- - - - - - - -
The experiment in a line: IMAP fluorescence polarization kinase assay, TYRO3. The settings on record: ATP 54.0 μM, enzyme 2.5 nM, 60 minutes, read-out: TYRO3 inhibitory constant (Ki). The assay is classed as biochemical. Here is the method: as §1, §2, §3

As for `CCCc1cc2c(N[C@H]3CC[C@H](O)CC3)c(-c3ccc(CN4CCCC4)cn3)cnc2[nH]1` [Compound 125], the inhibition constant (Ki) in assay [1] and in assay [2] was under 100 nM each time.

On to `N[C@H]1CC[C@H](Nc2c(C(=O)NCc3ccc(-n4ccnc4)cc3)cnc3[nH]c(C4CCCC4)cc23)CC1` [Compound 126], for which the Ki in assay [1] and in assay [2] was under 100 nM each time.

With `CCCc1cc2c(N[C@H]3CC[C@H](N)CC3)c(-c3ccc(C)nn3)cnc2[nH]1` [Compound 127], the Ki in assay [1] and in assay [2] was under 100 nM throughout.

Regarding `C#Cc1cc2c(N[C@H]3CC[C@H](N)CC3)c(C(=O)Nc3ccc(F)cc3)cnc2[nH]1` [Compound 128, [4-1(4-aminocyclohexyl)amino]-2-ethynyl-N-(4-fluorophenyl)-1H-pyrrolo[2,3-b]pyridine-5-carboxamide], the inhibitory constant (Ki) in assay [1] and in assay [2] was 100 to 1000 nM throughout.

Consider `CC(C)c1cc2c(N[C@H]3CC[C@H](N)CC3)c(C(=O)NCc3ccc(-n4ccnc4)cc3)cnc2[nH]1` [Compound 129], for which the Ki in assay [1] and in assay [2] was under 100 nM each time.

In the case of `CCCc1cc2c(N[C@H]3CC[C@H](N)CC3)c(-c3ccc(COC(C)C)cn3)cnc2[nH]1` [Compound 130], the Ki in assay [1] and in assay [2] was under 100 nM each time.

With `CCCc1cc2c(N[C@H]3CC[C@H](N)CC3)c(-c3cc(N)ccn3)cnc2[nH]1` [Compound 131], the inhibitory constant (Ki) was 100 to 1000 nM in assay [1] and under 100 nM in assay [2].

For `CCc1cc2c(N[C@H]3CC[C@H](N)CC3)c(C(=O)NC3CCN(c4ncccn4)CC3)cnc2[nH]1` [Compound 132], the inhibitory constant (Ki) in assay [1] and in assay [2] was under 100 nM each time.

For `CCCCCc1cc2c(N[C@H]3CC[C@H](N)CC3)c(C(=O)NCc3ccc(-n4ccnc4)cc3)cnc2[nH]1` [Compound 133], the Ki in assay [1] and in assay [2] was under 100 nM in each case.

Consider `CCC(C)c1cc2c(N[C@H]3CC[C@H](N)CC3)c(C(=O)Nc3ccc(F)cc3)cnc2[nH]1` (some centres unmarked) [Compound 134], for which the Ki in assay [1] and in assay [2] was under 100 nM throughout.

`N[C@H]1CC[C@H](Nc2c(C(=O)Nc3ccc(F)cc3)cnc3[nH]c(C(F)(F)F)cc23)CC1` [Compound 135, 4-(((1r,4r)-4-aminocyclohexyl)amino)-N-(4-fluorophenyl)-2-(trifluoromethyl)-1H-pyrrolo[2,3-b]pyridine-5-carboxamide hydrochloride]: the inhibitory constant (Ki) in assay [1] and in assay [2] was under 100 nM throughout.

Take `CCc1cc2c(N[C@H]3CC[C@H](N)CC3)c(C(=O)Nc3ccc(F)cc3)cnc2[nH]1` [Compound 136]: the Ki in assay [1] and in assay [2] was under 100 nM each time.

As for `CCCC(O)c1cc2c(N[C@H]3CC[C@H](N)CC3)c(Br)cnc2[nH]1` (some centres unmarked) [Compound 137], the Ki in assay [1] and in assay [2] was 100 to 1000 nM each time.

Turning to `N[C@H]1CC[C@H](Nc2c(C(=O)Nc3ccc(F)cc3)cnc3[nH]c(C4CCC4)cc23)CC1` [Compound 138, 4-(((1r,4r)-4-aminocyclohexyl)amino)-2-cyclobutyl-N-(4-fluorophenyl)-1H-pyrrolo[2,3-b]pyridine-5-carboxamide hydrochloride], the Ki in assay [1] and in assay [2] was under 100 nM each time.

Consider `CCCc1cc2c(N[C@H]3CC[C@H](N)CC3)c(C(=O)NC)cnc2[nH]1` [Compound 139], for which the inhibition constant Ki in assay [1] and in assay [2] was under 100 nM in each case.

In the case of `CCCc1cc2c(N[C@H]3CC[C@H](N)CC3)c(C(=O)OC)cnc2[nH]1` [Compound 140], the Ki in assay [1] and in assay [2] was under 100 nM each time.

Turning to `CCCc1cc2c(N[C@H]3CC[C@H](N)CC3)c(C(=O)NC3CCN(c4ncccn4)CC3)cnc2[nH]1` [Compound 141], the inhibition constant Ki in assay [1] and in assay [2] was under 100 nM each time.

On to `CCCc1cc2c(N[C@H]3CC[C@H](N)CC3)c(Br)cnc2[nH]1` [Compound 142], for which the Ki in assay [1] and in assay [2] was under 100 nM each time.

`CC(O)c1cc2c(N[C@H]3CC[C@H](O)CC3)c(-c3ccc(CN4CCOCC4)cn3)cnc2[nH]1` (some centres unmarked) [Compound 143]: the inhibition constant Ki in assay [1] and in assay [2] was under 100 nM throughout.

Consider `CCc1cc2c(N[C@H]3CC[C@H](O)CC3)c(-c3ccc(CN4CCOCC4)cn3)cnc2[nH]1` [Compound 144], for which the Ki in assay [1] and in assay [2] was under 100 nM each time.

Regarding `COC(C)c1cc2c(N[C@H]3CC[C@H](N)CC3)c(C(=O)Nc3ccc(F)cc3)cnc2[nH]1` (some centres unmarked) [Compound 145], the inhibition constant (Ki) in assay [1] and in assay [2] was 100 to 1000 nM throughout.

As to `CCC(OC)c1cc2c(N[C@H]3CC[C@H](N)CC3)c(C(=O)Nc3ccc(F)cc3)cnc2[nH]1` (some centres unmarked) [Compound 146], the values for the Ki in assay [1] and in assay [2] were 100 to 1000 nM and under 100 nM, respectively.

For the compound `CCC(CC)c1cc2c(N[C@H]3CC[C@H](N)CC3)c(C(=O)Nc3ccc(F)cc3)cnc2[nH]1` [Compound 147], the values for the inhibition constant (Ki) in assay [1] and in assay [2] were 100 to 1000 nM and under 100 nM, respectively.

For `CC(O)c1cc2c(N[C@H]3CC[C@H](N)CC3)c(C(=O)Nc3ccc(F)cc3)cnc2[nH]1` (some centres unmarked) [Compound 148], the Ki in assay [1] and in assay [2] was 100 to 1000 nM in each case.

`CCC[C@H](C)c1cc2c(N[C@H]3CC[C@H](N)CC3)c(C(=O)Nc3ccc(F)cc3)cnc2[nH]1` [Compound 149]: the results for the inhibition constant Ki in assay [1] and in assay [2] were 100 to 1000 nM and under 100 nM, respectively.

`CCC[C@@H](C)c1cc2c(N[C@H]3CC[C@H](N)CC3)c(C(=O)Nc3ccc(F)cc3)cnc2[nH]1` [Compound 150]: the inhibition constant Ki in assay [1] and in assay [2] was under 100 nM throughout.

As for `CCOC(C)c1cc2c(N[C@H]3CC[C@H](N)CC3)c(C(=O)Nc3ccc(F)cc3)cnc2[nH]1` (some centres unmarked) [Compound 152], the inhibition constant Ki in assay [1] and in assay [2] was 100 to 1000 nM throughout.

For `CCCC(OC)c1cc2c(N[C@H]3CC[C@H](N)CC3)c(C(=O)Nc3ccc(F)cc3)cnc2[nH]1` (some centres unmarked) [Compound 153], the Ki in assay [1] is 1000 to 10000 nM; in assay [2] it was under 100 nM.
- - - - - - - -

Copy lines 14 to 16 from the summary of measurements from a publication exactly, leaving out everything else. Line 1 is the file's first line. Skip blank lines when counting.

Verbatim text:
As for `CCCC(O)c1cc2c(N[C@H]3CC[C@H](N)CC3)c(Br)cnc2[nH]1` (some centres unmarked) [Compound 137], the Ki in assay [1] and in assay [2] was 100 to 1000 nM each time.

Turning to `N[C@H]1CC[C@H](Nc2c(C(=O)Nc3ccc(F)cc3)cnc3[nH]c(C4CCC4)cc23)CC1` [Compound 138, 4-(((1r,4r)-4-aminocyclohexyl)amino)-2-cyclobutyl-N-(4-fluorophenyl)-1H-pyrrolo[2,3-b]pyridine-5-carboxamide hydrochloride], the Ki in assay [1] and in assay [2] was under 100 nM each time.

Consider `CCCc1cc2c(N[C@H]3CC[C@H](N)CC3)c(C(=O)NC)cnc2[nH]1` [Compound 139], for which the inhibition constant Ki in assay [1] and in assay [2] was under 100 nM in each case.